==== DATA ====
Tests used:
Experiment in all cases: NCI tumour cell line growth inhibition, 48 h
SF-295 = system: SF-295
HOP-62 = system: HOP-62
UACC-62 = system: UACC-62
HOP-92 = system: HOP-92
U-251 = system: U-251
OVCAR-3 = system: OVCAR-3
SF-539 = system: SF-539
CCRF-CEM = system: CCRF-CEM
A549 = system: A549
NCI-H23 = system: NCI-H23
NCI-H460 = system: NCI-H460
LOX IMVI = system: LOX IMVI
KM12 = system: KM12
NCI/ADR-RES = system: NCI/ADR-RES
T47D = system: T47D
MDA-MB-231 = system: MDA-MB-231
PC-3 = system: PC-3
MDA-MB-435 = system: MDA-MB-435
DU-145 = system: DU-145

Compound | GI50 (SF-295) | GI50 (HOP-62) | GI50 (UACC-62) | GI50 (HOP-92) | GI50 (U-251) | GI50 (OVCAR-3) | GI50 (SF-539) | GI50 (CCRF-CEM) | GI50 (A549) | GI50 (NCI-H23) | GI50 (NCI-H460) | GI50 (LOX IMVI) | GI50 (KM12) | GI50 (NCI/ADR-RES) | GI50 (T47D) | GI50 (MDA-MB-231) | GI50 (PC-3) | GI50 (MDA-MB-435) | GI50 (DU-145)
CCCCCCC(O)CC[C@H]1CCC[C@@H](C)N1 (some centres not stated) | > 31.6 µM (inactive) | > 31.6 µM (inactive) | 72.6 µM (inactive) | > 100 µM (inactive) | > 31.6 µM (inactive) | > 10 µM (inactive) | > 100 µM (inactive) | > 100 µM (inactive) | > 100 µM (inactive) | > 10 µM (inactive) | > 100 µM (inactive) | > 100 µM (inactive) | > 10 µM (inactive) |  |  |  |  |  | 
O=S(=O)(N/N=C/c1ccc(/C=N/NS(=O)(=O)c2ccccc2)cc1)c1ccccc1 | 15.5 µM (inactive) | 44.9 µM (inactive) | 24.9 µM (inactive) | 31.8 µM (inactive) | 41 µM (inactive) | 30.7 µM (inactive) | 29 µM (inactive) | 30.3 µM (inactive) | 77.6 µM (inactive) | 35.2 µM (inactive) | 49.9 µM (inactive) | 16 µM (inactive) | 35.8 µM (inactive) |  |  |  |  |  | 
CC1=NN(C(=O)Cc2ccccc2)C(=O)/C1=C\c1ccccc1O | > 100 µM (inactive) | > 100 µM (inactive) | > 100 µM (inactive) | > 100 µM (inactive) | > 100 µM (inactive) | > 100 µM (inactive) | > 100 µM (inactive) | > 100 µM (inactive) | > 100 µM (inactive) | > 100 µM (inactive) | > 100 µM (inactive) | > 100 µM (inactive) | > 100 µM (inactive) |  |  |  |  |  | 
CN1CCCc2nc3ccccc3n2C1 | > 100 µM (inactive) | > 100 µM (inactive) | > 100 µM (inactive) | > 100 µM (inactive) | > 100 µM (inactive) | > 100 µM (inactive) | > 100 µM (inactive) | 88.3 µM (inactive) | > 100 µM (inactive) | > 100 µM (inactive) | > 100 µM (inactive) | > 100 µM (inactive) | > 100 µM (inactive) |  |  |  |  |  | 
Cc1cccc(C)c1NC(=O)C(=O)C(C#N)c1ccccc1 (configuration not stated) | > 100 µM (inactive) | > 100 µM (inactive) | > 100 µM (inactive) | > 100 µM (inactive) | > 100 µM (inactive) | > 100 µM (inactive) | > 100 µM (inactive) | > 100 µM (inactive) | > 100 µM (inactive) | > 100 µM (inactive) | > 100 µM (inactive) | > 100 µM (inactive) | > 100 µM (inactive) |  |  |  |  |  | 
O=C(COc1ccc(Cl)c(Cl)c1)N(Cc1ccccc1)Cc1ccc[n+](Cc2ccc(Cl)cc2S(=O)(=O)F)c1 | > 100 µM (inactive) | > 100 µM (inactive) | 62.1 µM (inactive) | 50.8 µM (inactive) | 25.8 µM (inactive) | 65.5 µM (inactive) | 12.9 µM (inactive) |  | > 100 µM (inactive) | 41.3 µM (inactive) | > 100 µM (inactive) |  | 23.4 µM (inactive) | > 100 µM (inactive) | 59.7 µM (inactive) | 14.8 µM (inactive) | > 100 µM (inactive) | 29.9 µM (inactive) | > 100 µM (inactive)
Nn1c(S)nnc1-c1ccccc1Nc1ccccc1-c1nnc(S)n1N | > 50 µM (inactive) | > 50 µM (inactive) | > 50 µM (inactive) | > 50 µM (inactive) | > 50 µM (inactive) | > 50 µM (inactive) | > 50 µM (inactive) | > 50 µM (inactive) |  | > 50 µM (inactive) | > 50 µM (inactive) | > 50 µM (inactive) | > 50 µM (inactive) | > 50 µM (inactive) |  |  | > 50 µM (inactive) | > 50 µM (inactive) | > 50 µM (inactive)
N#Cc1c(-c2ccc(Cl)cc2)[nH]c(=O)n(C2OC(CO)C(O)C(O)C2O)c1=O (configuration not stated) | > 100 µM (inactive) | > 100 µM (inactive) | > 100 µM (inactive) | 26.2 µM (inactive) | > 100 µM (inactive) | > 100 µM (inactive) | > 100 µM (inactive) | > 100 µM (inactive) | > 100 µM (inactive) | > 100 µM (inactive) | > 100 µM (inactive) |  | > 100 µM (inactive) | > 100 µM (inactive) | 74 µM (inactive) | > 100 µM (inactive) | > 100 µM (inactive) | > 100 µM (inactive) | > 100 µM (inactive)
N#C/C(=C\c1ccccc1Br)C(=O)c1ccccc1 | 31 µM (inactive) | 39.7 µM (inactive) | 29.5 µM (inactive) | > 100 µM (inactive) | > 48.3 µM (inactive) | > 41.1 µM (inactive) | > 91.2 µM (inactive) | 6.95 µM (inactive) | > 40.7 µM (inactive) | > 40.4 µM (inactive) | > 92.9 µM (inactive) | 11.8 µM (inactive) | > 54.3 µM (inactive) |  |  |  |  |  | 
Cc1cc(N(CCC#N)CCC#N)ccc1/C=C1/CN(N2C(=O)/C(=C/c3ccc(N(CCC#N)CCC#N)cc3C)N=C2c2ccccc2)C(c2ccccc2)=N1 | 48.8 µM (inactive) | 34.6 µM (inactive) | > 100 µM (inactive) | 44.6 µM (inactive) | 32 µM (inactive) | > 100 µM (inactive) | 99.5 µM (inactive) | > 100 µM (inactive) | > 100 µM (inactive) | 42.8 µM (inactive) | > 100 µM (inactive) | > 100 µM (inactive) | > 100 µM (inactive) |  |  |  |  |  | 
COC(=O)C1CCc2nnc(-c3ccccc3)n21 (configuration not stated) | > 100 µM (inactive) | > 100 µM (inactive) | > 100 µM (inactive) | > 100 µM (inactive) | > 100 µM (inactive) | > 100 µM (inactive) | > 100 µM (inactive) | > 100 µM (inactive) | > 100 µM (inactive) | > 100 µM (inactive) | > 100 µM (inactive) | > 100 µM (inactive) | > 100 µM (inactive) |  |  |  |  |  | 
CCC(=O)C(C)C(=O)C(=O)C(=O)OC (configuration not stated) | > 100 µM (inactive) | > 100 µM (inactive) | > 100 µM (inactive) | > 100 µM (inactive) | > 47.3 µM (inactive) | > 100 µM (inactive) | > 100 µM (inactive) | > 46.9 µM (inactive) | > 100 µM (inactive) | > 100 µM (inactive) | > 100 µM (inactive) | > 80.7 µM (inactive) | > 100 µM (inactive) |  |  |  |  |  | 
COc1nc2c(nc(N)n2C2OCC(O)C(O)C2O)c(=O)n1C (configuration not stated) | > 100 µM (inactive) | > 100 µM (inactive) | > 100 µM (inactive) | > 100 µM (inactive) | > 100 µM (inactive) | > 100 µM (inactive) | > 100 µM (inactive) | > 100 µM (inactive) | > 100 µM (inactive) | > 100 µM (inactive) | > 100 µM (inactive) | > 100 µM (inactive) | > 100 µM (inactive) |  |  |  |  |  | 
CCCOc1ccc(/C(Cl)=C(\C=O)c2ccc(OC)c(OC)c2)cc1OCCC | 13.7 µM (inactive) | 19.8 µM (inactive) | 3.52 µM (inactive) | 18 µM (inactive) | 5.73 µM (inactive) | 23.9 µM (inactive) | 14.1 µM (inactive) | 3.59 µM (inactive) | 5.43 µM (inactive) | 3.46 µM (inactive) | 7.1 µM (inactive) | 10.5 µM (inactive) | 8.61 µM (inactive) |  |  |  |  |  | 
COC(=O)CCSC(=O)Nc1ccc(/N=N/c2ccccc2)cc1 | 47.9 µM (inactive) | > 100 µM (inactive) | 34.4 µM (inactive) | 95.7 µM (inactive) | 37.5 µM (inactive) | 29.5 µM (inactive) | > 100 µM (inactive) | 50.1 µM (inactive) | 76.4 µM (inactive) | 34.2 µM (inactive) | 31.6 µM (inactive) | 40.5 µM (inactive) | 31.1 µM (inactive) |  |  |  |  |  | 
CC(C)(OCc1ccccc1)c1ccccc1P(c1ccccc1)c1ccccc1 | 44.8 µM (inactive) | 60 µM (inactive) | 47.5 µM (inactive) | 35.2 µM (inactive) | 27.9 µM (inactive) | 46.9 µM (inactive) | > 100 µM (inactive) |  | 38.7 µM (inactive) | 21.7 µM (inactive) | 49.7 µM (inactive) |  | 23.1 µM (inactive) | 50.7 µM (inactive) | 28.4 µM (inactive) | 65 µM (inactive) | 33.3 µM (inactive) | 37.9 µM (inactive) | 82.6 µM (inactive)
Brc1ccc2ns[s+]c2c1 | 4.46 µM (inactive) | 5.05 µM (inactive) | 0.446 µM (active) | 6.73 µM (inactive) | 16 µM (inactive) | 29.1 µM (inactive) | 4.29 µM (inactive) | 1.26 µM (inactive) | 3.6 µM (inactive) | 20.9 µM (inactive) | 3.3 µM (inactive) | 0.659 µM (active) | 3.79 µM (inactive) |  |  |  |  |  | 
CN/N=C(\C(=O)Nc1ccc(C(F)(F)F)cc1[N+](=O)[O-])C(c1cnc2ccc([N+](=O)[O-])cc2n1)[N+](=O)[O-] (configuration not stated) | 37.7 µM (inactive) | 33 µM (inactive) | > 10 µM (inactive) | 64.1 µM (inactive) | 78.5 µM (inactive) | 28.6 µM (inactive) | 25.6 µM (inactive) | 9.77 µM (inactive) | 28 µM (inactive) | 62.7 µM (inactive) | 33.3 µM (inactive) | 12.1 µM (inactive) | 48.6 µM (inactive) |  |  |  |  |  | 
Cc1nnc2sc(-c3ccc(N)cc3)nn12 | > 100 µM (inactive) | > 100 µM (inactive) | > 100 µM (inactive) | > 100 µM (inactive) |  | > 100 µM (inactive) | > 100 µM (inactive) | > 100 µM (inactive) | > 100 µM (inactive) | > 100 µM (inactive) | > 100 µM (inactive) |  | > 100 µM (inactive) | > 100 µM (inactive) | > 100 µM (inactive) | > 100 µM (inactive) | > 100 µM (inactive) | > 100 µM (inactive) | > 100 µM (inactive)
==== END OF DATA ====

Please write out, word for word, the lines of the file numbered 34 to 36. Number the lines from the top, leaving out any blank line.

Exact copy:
CCC(=O)C(C)C(=O)C(=O)C(=O)OC (configuration not stated) | > 100 µM (inactive) | > 100 µM (inactive) | > 100 µM (inactive) | > 100 µM (inactive) | > 47.3 µM (inactive) | > 100 µM (inactive) | > 100 µM (inactive) | > 46.9 µM (inactive) | > 100 µM (inactive) | > 100 µM (inactive) | > 100 µM (inactive) | > 80.7 µM (inactive) | > 100 µM (inactive) |  |  |  |  |  | 
COc1nc2c(nc(N)n2C2OCC(O)C(O)C2O)c(=O)n1C (configuration not stated) | > 100 µM (inactive) | > 100 µM (inactive) | > 100 µM (inactive) | > 100 µM (inactive) | > 100 µM (inactive) | > 100 µM (inactive) | > 100 µM (inactive) | > 100 µM (inactive) | > 100 µM (inactive) | > 100 µM (inactive) | > 100 µM (inactive) | > 100 µM (inactive) | > 100 µM (inactive) |  |  |  |  |  | 
CCCOc1ccc(/C(Cl)=C(\C=O)c2ccc(OC)c(OC)c2)cc1OCCC | 13.7 µM (inactive) | 19.8 µM (inactive) | 3.52 µM (inactive) | 18 µM (inactive) | 5.73 µM (inactive) | 23.9 µM (inactive) | 14.1 µM (inactive) | 3.59 µM (inactive) | 5.43 µM (inactive) | 3.46 µM (inactive) | 7.1 µM (inactive) | 10.5 µM (inactive) | 8.61 µM (inactive) |  |  |  |  |  | 